The Belt and Road: The Good, the Bad, and the Mixed

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The Belt and Road: The Good, the Bad, and the Mixed

Demystifying China’s Belt and Road Initiative through 3 case studies.

The Belt and Road: The Good, the Bad, and the Mixed

In this Sept. 8, 2017, photo, visitors view a scale model of the ECRL (East Coast Rail Link) during the launching of the train project in Kuantan, Malaysia.

Credit: AP

Much of the narrative on China’s Belt and Road Initiative (BRI) has been polarized. On the one hand, there is a hawkish countermobilization centered on the “debt-trap,” “Chinese colonialism,” and “yellow peril” narratives. The “debt-trap” conjuring was for the most part introduced by South Asian writers referring to Sri Lanka’s Hambantota port, and later adapted by some U.S. think tanks, popularized by mainstream media, and echoed by politicians across the world. The implications of indebtedness to China became a paradigm of Chinese diplomacy after a Center for Global Development report further popularized the argument. The “Chinese colonialism” dialectic evolved in parallel, often taking as example the Chinese presence in Africa, and connecting to the long-standing “yellow peril” phobia. On the other hand, Chinese official responses have been mostly on the defensive, trying to de-link the Belt and Road Initiative from geopolitical or hegemonic ambitions, arguing that BRI projects “benefit the local population” and are opportunities for “shared development.”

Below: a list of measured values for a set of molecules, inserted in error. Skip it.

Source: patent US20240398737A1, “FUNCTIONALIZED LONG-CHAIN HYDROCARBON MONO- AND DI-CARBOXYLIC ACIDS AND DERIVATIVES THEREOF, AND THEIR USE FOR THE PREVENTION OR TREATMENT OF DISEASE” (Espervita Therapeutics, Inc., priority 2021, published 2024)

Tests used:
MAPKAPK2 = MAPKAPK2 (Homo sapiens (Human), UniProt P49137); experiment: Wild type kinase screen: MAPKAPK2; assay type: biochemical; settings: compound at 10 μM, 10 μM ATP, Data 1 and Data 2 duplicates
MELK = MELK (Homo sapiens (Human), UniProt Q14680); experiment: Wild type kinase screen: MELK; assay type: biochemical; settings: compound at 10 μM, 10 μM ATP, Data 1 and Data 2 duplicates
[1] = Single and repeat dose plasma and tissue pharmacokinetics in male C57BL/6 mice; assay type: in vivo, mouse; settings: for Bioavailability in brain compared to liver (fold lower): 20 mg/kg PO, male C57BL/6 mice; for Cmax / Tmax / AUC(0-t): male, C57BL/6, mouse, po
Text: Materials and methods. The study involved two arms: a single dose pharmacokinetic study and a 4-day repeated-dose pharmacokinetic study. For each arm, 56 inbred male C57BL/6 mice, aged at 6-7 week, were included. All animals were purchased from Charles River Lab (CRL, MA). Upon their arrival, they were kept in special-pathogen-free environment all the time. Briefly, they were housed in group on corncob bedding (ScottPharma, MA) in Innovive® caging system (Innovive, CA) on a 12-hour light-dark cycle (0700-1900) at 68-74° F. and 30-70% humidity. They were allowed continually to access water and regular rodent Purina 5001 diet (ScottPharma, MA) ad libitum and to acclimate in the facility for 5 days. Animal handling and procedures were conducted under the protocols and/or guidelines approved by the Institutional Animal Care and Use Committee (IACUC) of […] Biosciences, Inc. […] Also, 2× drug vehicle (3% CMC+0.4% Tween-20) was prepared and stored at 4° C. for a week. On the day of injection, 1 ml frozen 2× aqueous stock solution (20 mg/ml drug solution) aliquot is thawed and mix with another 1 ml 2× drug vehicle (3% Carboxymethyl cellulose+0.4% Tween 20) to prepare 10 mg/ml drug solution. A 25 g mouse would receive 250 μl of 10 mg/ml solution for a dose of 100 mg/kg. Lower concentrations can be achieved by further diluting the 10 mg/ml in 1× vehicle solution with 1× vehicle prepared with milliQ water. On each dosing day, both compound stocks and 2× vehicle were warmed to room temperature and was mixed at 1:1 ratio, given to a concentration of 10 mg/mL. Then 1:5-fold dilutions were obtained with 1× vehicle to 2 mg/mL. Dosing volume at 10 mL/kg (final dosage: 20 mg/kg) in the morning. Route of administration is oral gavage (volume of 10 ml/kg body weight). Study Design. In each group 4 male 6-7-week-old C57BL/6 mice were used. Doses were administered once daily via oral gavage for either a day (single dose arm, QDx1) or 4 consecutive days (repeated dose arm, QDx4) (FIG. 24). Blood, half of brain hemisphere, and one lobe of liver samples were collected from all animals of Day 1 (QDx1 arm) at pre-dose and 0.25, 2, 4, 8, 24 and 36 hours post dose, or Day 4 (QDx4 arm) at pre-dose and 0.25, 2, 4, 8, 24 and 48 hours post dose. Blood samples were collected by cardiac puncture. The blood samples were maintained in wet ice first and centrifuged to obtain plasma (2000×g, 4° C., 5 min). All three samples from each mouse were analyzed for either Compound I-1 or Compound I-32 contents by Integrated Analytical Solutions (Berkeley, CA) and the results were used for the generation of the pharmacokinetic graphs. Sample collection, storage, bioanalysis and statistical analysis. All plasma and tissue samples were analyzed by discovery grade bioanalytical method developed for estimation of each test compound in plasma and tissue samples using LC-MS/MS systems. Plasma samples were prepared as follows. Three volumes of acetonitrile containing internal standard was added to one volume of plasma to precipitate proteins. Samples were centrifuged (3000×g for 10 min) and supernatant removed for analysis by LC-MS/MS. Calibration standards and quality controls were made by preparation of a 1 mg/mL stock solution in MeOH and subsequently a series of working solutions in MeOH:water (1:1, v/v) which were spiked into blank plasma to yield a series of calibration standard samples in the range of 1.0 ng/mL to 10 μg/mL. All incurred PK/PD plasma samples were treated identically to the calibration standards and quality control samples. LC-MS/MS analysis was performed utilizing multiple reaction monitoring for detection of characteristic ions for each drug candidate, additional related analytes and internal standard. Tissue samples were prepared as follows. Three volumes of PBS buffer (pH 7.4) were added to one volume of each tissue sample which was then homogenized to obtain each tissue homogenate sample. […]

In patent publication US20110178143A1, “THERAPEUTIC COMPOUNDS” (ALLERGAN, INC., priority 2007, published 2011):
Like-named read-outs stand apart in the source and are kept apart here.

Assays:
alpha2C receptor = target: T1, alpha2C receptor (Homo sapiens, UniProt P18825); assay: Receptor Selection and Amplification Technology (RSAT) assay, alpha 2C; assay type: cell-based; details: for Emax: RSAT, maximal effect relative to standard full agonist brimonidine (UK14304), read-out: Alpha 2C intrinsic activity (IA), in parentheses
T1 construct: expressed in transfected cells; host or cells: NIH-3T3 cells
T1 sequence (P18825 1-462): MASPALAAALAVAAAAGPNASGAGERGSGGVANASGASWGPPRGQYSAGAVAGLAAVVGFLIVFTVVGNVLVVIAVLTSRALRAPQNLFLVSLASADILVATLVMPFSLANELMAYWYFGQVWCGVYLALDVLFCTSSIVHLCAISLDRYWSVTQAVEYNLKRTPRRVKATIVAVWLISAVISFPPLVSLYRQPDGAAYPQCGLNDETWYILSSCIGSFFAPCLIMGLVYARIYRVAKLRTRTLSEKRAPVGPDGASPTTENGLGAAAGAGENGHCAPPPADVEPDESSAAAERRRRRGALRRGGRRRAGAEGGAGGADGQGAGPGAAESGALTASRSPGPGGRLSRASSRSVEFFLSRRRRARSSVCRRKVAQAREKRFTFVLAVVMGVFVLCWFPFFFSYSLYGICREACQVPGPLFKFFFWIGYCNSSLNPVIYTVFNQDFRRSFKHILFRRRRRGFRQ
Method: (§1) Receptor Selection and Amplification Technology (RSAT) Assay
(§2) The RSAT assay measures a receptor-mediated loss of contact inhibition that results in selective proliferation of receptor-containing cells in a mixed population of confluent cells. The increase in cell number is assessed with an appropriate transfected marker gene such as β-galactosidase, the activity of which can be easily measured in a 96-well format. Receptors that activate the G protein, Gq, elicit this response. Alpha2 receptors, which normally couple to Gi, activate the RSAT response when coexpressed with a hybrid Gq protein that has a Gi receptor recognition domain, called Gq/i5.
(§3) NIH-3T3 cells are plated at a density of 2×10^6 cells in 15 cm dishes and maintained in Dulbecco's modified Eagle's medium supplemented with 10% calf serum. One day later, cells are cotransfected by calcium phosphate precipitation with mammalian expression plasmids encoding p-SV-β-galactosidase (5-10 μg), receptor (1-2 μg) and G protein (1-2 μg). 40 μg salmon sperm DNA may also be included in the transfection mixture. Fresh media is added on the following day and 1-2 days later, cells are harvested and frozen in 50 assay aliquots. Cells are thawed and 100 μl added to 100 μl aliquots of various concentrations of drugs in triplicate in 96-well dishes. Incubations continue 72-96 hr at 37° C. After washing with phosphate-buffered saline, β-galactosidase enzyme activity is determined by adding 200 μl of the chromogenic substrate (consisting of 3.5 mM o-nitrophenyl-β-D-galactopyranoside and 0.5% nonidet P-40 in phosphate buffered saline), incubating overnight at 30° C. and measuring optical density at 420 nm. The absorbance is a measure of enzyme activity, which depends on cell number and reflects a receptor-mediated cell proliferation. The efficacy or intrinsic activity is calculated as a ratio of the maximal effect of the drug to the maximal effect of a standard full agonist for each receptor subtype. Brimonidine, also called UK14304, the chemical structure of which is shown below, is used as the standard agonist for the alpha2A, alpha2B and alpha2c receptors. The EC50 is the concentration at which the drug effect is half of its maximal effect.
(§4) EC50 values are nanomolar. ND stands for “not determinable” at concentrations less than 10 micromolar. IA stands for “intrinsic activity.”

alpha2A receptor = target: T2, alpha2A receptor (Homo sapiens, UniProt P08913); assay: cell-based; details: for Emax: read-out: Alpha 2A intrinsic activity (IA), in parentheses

Neither of these polarized narratives seems to fully account for the complex and heterogeneous variety of activities in the BRI. From evidence that scholars and researchers have accumulated so far, the BRI presents itself as a set of options to potential host countries. These options often materialize into construction contracts and investment projects, supported by a variety of financing arrangements by Chinese policy banks, the “Big Four,” and state-owned enterprises. No country was ever explicitly coerced to take these options. The BRI makes infrastructural and connectivity-oriented capital available to host country governments, opening funding for economically viable and socioenvironmentally sustainable projects — or white elephant and rent-seeking ventures.